The promise of hope

I have struggled over the past few days to articulate what I am thinking and feeling. It’s complex and confusing and quite frankly, overwhelming.

I have always been able to relate to the loss and despair of Easter Saturday. That sort of emptiness, shock and despair. There is something so encouraging to me about the fact that there is this pause in the Christian calendar in which everything doesn’t have to be well. We are actively encouraged to look at what is wrong in the world, in us, to grieve and despair. It is right to reflect on how broken the world is, to see the pain and darkness and to mourn it. The world is not perfect just because we believe in Jesus. There is still darkness. The victory is won, but we are still living with the contrast of what is won, what is possible and what we will not fully see until Jesus returns.

I have found this mourning of Easter Saturday comforting. I find hope harder. I think I am actually a born optimist, but I have this depression that is determined to fear the worst. I believe in hope for others, but I struggle to take it for myself.

Easter Saturday is something I am comfortable with. Sunday though, I have always found harder. I have thought and reflected on what it must have been to take not only my guilt and shame, but that of the whole world onto yourself and accept it all as your own. I have felt liberated by the fact that this was done for me. I am grateful for what Easter Sunday means. However, I have never felt particularly celebratory on the day itself.

This morning though, it felt different. I think it is the contrast of celebrating Easter in the midst of an unprecedented situation that the whole world is experiencing together. It is the immediacy of feeling I should be celebrating that has often jarred with me, but today I am finding that it is the promise of what hope offers that is giving me joy. I feel genuinely optimistic.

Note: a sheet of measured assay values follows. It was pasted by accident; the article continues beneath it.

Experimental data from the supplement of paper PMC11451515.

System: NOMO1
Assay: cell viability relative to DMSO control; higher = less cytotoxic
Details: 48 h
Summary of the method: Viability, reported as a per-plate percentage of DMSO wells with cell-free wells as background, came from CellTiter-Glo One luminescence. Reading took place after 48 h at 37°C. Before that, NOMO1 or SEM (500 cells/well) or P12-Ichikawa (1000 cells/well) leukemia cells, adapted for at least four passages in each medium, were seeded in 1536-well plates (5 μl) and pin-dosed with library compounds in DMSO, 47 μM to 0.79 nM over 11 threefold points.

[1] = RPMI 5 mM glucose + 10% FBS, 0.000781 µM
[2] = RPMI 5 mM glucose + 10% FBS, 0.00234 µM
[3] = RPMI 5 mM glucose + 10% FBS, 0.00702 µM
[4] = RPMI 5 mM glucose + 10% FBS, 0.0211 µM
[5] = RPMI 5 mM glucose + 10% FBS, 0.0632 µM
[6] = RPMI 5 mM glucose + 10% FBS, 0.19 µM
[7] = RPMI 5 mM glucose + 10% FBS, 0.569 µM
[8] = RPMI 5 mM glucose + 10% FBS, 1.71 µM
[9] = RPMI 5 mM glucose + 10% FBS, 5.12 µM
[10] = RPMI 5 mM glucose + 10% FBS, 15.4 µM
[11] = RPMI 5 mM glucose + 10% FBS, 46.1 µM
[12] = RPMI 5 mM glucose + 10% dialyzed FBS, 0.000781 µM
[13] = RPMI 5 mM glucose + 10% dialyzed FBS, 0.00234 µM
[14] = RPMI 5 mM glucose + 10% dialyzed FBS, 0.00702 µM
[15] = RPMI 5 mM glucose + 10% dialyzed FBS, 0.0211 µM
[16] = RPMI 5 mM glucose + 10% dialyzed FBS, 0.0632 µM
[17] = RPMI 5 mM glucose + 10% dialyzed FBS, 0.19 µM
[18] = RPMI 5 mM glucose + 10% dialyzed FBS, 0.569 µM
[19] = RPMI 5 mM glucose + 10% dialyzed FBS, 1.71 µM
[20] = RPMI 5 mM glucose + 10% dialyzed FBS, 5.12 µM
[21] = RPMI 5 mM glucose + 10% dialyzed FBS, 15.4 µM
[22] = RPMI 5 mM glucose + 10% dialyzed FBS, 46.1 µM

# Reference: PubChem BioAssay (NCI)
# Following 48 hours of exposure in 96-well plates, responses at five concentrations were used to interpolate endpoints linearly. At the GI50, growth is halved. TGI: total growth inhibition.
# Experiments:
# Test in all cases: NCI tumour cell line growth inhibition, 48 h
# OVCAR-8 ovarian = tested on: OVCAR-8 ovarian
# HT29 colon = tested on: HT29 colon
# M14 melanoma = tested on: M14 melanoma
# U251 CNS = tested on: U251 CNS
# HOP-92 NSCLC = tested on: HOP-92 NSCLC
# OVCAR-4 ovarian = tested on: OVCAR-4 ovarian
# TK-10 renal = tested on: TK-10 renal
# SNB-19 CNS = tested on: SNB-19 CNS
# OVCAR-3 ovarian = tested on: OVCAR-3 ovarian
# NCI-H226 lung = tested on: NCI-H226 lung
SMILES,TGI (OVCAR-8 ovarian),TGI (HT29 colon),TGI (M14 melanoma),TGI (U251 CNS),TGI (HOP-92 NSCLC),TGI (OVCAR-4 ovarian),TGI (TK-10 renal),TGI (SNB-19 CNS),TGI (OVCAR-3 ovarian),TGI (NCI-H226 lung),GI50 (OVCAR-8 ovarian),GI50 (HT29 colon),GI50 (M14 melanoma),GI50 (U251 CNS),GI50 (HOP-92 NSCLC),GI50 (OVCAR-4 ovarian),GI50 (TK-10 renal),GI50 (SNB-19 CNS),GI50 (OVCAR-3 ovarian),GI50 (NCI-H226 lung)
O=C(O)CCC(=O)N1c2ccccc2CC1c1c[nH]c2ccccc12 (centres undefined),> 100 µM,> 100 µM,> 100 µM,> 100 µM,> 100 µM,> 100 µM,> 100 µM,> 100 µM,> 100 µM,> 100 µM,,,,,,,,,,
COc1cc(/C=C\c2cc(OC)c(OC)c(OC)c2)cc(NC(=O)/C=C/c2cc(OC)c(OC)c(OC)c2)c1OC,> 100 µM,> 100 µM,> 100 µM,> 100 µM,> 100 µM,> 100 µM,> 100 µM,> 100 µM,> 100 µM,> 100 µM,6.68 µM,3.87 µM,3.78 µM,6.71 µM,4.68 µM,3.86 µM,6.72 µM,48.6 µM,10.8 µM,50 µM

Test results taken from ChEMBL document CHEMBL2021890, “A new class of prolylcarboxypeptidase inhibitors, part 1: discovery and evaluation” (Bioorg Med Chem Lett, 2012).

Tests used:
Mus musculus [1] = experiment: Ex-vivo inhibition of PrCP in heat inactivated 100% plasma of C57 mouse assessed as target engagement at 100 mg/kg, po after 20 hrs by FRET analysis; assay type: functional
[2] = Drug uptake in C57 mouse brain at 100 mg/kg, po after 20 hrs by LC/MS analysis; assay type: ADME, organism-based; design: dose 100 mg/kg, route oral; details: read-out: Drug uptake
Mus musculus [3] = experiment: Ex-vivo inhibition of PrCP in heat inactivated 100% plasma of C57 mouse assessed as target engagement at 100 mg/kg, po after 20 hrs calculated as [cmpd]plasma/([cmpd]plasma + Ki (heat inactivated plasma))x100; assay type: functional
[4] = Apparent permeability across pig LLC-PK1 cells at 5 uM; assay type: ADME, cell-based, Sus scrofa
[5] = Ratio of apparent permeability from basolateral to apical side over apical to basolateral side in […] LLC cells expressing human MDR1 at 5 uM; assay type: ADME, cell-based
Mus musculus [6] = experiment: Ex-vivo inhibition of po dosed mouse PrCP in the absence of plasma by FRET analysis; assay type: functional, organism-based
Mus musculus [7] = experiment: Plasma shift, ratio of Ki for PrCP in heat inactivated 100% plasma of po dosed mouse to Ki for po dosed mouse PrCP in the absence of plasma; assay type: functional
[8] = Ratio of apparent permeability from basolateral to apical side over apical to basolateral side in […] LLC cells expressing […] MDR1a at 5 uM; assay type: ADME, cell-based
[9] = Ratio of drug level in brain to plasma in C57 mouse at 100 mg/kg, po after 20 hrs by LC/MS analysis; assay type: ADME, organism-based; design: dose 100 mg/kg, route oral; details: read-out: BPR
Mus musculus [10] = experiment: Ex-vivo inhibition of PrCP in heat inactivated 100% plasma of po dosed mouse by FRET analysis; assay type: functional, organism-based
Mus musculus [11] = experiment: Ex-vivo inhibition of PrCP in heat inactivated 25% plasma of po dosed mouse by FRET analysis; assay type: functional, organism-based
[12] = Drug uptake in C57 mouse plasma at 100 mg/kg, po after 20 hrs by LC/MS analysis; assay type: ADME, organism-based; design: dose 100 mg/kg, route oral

Faith, by it’s very nature is not tangible. It is something based on what you cannot see, prove or, often, even explain. The idea of celebrating that which is both true now but also not yet fully accessible has always been a struggle. This year though, I find that it is the presence of communal struggle that has made the promise of hope that Easter offers to be somehow more real.

So, today, I find myself resting in the hope promised by Jesus death and resurrection. I find hope in the reality, that all darkness is, has been and will be defeated by his victory over death. I find hope in the fact that despair, shock and fear was overridden on that first Easter, by the presence of Jesus. Most of all though, I find hope in the fact that his presence is something that can still be found to overcome the despair that can so easily overwhelm.

The promise of hope, is something we can cling onto when hope itself seems out of reach. The resurrection is this promise. That no matter what, hope is something we can eternally access, because the victory is won. Christ is Risen and Christ will come again.

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